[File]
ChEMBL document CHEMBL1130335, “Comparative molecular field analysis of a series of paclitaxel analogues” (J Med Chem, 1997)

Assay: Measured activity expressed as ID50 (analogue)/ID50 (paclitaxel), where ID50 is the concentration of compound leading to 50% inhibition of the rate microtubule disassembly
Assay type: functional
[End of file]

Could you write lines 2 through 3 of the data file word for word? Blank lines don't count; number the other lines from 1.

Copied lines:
Assay: Measured activity expressed as ID50 (analogue)/ID50 (paclitaxel), where ID50 is the concentration of compound leading to 50% inhibition of the rate microtubule disassembly
Assay type: functional